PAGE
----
The stinkier the better. I’m talking your cruciferous vegetables: kale, bok choy, cauliflower, broccoli, brussel sprouts and your alliums: garlic, onion, leeks, shallots. Both of these categories contain phytochemicals and antioxidants that have specifically been shown to help prevent and fight breast cancer. Sulforaphane and quercetin are the all-stars here.  Stink up your kitchen and your breath with these potent cancer fighters.

Have fun with spices and herbs!

Pretty much every spice in your cabinet and in your garden has powerful antioxidants and phytonutrients that help prevent cancer and boost your immune system. Some of my faves are oregano, thyme, ginger, cumin, and turmeric. You can never use too much. Go crazy with them when you’re cooking, discover new flavors, and help prevent cancer at the same time.


Have your green tea and drink it too.

Catechins, specifically epigallocatechin gallate, EGCG for short, from green tea have been shown to protect DNA from damage, block cancer cell signaling, prevent cancer cells from getting the blood supply they need to grow, and induce apoptosis, automatic cell death, of cancer cells[9]. One of my favorite ways to enjoy green tea and get these benefits is by making a matcha latte with almond milk for an afternoon pick me up. Look for organic, ceremonial grade matcha for this and drink 1-2 cups per day.

Soy isn’t our enemy!

People are often afraid of the “estrogens” found in soy, but fear not. Soy is part of a category of foods known as phytoestrogens. Also in this category are beans and legumes, flaxseeds, yams, red raspberry leaf, resveratrol in red wine, and red clover. You only hear soy getting the bad rap, though, right? Let’s break it down.

Phyto simply means plant. These foods don’t actually contain estrogen, but they help regulate estrogen in the body and can act like estrogen (in a good way). These phytoestrogens or isoflavones are actually selective estrogen receptor modulators (SERMs), meaning they bind to specific estrogen sites (beta) in the body, that result in anti-growth properties. The alpha site is the one that is activated in estrogen receptor positive breast cancer[10]. Also, there are 18 different types of estrogen in our bodies. Some estrogen is cancer promoting and some is cancer protective. Phytoestrogens actually help regulate the type of estrogens being produced and shift the production of cancer promoting estrogen to the cancer protective or inactive type[11].  

It has been shown in studies that consumption during childhood and adolescence is cancer preventative. Eating soy has also been shown to help reduce the risk of recurrence in postmenopausal women[12]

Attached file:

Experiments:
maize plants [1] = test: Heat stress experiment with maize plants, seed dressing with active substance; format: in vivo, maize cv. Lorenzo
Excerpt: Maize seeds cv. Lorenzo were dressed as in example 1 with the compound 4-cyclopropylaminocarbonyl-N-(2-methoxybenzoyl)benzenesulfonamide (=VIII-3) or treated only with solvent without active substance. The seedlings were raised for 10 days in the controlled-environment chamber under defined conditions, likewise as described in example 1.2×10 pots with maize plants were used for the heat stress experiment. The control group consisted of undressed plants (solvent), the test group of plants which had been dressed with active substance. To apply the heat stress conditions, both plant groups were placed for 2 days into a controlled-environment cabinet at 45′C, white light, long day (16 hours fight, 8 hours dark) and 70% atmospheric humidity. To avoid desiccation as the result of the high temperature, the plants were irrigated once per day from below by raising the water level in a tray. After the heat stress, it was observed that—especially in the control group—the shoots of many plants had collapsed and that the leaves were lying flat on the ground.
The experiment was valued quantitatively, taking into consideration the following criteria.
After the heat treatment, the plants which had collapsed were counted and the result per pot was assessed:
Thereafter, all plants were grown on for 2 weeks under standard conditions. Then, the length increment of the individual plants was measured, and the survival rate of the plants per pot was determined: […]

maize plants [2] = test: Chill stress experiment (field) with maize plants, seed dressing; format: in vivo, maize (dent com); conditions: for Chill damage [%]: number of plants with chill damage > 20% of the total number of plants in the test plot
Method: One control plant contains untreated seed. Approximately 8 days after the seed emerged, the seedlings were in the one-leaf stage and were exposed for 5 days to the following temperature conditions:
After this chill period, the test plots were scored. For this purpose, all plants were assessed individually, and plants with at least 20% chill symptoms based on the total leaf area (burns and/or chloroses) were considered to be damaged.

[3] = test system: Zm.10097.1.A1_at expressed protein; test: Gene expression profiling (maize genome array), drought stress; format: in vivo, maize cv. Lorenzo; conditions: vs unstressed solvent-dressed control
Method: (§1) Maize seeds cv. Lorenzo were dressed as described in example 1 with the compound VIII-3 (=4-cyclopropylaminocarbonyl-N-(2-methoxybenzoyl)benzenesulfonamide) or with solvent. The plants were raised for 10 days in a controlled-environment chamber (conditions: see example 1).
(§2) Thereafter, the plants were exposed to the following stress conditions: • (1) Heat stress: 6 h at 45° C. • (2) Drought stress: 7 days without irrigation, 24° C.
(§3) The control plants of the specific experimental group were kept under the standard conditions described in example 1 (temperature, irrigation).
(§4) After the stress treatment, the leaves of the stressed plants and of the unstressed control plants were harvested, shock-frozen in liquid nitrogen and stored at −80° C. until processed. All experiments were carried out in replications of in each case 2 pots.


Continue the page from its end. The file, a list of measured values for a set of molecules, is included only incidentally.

What I’m referring to are organic, whole forms of soy like tofu, tempeh, edamame, and miso, not soy protein powders, soy lecithin, soy “meat,” and other processed soy products. Another reason why soy gets a bad rap is because it’s one of the largest GMO crops here in the US, so it’s essential to buy organic soy, which is available at most grocery stores. One to two servings a day of phytoestrogens can provide you with many of the protective benefits discussed here.

Less is more.

There have been multiple studies on reduced caloric intake and its positive impact on cancer prevention. I am not one to advocate for calorie counting because I don’t think that’s sustainable or a healthy way to look at food. What I do suggest is eating smaller portions more often as a way to help control intake. Instead of using our regular sized dinner plates, use a side plate or small bowl for your meals.  If you’re still hungry, then get a second helping, focusing on the veggies. Most of us overeat or eat really fast and don’t realize how much we’re actually eating. This makes it more of a conscious thing, plus it gives our body time to digest what we’re actually eating and use what we’re putting in. If we’re consistently eating too much over time, that can lead to obesity, high blood sugar, etc., etc.

I hope you found these top 10 tips helpful. If a lot of these are new to you, start with 1 and slowly start incorporating the others. You’ve got this and your boobies will definitely thank you!


Bethany Swanquist

Bethany Swanquist is a board-certified holistic nutritionist, specializing in breast cancer, with a master’s degree in nutrition and health education. She is the founder and owner of Wildflower Wellness, Inc. a nutrition consulting company. Her mom lost her battle with breast cancer when she was 9 years old, so she has made it her mission to help as many women as possible prevent and help fight this disease. She truly believes that women can be in charge of their own journey and she wants to provide them with as much information as she can on natural therapies like nutrition, aromatherapy, and much more to help them make the choices that are right for them. She does virtual one on one sessions and has a 6-week group program called Breast Cancer Education and Empowerment beginning September 9, 2019 that incorporates nutrition, the mind-body connection, essential oils, and other natural therapies. You can reach Bethany at bethany@wildflowerwellness.net.



1 https://www.life-saving-naturalcures-and-naturalremedies.com/patrick-quillin-interview.html

2 https://www.ncbi.nlm.nih.gov/pubmed/28913916

3 https://www.ncbi.nlm.nih.gov/pubmed/28249935

4 https://www.ncbi.nlm.nih.gov/pubmed/29563037

5 https://www.ncbi.nlm.nih.gov/pubmed/9597024

6 Campbell, PhD, T.C., Campbell II, MD, T.M., (2016) The China Study: Revised and Expanded Edition. Dallas, TX: BenBella Books.

7 https://www.ncbi.nlm.nih.gov/pubmed/16125328

8 https://www.ncbi.nlm.nih.gov/pubmed/31089868  

9 https://www.ncbi.nlm.nih.gov/pmc/articles/PMC4997373/

10 https://www.ncbi.nlm.nih.gov/pubmed/27886135  

11 https://www.ncbi.nlm.nih.gov/pubmed/10952094

12 https://www.ncbi.nlm.nih.gov/pubmed/22648714